Falsification of the Pearlman SPIRAL Universe Model
The Pearlman SPIRAL universe model4 proposes that the redshifted light of stars and galaxies is not caused by the movements of stars and galaxies away from us. Presuming that such redshifts are the sole basis for expanding universe models, Pearlman claims we live in a universe where no ongoing (continual) cosmic expansion is occurring. The model also asserts that the solar system is at the physical center of the universe, that the universe possesses a spherical geometry, and that it is possible to use the geometry of the universe to determine that the exact age of the universe is 5,776 years.
The presumption that redshifts of the light emanating from galaxies are the sole basis for astronomers being persuaded that the universe has continually expanded throughout its history is incorrect. Astronomers’ measurements of the temperature of the cosmic background radiation, the radiation left over from the cosmic creation event, show that the farther away one measures that temperature, the warmer it is. The warming curve (see figure below) that astronomers observe has the shape and the values that only continual expansion from a cosmic creation event can explain. The warming curve can be used to calibrate galaxy redshifts. That calibration establishes that 100 percent of the galaxy redshifts astronomers observe is due to the movement of the galaxies away from us. That being the case, the light from many galaxies indeed has taken billions of years to reach our telescopes.
Figure: Observations of the Cooling History of the Universe
Pearlman is also wrong about the geometry of the universe. Astronomers’ measurements establish that the geometry of the universe is nowhere near spherical. All the stars, galaxies, gas, dust, and exotic matter reside on a four-dimensional space-time surface that measures flat to three decimal places.5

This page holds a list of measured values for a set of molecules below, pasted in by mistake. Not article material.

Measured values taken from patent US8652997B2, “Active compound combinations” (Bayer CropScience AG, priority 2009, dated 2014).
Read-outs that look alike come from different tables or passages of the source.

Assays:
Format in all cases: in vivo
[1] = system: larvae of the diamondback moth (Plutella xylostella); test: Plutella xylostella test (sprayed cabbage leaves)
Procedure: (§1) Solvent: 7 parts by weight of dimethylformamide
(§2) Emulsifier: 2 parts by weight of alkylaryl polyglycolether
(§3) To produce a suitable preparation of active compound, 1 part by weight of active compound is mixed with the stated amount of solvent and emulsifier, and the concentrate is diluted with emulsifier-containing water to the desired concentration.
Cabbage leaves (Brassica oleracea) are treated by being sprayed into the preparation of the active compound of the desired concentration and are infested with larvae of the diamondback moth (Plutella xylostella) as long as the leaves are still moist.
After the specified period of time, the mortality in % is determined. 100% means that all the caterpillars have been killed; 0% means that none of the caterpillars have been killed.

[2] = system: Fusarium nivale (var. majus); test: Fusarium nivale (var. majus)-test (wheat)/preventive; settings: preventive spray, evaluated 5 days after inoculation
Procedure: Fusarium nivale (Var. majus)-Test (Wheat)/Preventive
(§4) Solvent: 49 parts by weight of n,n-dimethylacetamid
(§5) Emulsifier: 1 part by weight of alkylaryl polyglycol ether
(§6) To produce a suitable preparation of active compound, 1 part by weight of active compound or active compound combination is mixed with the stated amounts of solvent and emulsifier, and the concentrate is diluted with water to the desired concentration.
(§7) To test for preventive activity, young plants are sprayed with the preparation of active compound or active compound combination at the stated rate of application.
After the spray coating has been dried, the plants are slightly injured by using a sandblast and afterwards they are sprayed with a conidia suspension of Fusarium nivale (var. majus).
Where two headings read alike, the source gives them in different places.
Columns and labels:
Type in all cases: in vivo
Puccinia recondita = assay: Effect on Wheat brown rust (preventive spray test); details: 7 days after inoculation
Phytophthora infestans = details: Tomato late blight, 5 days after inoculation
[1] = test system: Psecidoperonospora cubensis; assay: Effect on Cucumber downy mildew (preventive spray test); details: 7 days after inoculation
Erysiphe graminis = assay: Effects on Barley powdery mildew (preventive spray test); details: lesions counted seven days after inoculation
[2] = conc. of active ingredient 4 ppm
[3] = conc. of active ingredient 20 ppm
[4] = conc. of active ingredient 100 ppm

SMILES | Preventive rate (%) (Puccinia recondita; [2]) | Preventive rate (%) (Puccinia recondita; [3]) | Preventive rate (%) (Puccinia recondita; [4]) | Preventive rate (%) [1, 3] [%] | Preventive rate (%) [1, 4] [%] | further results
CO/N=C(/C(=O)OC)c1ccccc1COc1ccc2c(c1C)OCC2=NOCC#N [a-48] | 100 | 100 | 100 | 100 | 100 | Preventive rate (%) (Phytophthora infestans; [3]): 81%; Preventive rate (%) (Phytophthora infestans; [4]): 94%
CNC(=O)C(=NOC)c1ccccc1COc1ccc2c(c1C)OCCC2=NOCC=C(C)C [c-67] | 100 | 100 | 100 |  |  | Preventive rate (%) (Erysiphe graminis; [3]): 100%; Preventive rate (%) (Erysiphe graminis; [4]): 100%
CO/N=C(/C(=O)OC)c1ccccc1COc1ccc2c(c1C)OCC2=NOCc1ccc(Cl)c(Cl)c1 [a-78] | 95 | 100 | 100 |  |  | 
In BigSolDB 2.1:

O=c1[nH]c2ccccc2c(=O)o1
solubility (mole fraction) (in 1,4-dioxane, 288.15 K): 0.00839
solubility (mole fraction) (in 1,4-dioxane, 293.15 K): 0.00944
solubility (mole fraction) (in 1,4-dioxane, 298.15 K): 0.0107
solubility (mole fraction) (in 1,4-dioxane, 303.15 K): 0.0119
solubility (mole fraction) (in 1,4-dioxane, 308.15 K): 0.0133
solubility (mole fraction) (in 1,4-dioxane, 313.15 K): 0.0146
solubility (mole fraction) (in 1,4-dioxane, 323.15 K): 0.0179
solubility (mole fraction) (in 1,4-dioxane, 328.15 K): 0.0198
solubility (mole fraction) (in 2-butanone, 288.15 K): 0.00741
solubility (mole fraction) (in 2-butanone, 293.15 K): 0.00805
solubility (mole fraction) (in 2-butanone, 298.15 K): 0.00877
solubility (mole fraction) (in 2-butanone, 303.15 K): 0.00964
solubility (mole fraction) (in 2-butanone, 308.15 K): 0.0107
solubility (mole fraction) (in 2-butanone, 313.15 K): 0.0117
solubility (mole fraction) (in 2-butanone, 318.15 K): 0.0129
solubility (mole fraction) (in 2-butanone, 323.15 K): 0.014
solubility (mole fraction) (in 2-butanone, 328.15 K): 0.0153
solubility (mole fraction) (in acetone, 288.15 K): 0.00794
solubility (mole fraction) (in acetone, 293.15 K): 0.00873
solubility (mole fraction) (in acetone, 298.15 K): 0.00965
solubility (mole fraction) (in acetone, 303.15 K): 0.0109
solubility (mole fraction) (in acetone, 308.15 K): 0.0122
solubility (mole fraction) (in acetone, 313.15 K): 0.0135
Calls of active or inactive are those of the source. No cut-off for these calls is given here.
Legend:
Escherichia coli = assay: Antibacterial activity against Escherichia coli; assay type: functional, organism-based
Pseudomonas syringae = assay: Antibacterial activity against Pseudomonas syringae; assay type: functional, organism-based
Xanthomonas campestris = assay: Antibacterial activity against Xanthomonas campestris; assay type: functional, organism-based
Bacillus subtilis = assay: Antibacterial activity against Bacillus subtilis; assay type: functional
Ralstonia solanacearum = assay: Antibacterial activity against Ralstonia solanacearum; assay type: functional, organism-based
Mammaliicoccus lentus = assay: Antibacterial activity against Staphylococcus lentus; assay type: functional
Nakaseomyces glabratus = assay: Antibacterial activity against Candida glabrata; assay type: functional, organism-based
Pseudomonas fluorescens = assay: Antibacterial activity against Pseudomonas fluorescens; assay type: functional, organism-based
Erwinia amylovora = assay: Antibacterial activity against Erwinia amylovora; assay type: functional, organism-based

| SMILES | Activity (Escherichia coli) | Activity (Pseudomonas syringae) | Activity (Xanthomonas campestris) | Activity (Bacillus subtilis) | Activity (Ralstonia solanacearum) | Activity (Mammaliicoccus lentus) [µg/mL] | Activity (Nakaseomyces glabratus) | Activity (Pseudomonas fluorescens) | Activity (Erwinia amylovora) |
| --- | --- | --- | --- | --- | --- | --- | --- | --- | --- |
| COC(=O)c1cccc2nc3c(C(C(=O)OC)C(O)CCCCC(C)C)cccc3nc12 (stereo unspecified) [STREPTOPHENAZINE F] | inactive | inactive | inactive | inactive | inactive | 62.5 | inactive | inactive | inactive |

Pearlman is not the first young-universe creationist to propose that we are at the center of a roughly spherically symmetric universe. Russell Humphreys and Jonathan Sarfati have made such claims in their books for more than a decade.6 However, as I explain in A Matter of Days,7 if we are at such a center, the density of galaxies in our vicinity would be much higher than if they were at greater distances. Observations show that our galaxy resides in one of the lesser populated regions of the universe.
The Pearlman SPIRAL universe model is contradicted by many more observations and measurements. However, the three I mention here are adequate to demonstrate that the model is false.
As a Christian and student of the Bible, what I find especially ironic by young-universe creationists’ attempted scenarios to explain away the light-travel-time problem is how they seem to go against the clear teachings of the Bible. All their scenarios reject the big bang creation model, and most appeal to (at some point in the universe’s history) radically different values for the constants of physics. The Bible in repeated texts taught the four fundamental features of big bang cosmology thousands of years before any astronomer had a clue that the universe manifested such features.8 Likewise, the Bible repeatedly declares or implies that just as God is immutable so are the laws that govern the heavens and Earth.9